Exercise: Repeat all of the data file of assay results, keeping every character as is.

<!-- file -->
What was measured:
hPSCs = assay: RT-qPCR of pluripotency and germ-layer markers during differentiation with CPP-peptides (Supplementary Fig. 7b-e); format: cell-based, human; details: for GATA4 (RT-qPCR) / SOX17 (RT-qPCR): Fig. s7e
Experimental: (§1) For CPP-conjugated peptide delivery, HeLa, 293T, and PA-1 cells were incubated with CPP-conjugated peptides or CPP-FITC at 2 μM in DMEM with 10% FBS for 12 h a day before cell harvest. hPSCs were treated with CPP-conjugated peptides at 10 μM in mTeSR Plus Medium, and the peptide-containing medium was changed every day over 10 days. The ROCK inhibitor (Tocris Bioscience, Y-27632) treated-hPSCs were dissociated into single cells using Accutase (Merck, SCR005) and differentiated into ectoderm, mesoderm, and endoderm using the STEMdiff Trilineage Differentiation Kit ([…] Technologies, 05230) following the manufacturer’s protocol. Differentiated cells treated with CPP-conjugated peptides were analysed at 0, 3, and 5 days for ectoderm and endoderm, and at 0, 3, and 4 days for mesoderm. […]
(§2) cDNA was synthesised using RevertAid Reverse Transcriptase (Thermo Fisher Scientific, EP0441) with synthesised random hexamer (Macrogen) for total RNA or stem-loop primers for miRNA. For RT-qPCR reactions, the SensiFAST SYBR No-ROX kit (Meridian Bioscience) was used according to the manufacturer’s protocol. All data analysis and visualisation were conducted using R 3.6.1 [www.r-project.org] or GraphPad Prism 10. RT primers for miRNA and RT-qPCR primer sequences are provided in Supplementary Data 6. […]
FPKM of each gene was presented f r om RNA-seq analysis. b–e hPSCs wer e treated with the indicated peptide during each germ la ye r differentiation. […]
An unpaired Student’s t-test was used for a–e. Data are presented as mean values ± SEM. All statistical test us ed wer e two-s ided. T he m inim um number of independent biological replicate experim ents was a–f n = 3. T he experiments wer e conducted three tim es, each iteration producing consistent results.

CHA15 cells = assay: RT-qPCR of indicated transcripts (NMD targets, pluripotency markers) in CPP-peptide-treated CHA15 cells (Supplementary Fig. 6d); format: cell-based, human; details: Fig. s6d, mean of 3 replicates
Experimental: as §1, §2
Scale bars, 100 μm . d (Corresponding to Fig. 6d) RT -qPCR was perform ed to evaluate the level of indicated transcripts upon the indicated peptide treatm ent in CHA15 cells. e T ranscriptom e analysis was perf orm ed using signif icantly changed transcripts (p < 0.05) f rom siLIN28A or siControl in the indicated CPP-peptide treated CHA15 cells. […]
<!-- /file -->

What was measured:
hPSCs = assay: RT-qPCR of pluripotency and germ-layer markers during differentiation with CPP-peptides (Supplementary Fig. 7b-e); format: cell-based, human; details: for GATA4 (RT-qPCR) / SOX17 (RT-qPCR): Fig. s7e
Experimental: (§1) For CPP-conjugated peptide delivery, HeLa, 293T, and PA-1 cells were incubated with CPP-conjugated peptides or CPP-FITC at 2 μM in DMEM with 10% FBS for 12 h a day before cell harvest. hPSCs were treated with CPP-conjugated peptides at 10 μM in mTeSR Plus Medium, and the peptide-containing medium was changed every day over 10 days. The ROCK inhibitor (Tocris Bioscience, Y-27632) treated-hPSCs were dissociated into single cells using Accutase (Merck, SCR005) and differentiated into ectoderm, mesoderm, and endoderm using the STEMdiff Trilineage Differentiation Kit ([…] Technologies, 05230) following the manufacturer’s protocol. Differentiated cells treated with CPP-conjugated peptides were analysed at 0, 3, and 5 days for ectoderm and endoderm, and at 0, 3, and 4 days for mesoderm. […]
(§2) cDNA was synthesised using RevertAid Reverse Transcriptase (Thermo Fisher Scientific, EP0441) with synthesised random hexamer (Macrogen) for total RNA or stem-loop primers for miRNA. For RT-qPCR reactions, the SensiFAST SYBR No-ROX kit (Meridian Bioscience) was used according to the manufacturer’s protocol. All data analysis and visualisation were conducted using R 3.6.1 [www.r-project.org] or GraphPad Prism 10. RT primers for miRNA and RT-qPCR primer sequences are provided in Supplementary Data 6. […]
FPKM of each gene was presented f r om RNA-seq analysis. b–e hPSCs wer e treated with the indicated peptide during each germ la ye r differentiation. […]
An unpaired Student’s t-test was used for a–e. Data are presented as mean values ± SEM. All statistical test us ed wer e two-s ided. T he m inim um number of independent biological replicate experim ents was a–f n = 3. T he experiments wer e conducted three tim es, each iteration producing consistent results.

CHA15 cells = assay: RT-qPCR of indicated transcripts (NMD targets, pluripotency markers) in CPP-peptide-treated CHA15 cells (Supplementary Fig. 6d); format: cell-based, human; details: Fig. s6d, mean of 3 replicates
Experimental: as §1, §2
Scale bars, 100 μm . d (Corresponding to Fig. 6d) RT -qPCR was perform ed to evaluate the level of indicated transcripts upon the indicated peptide treatm ent in CHA15 cells. e T ranscriptom e analysis was perf orm ed using signif icantly changed transcripts (p < 0.05) f rom siLIN28A or siControl in the indicated CPP-peptide treated CHA15 cells. […]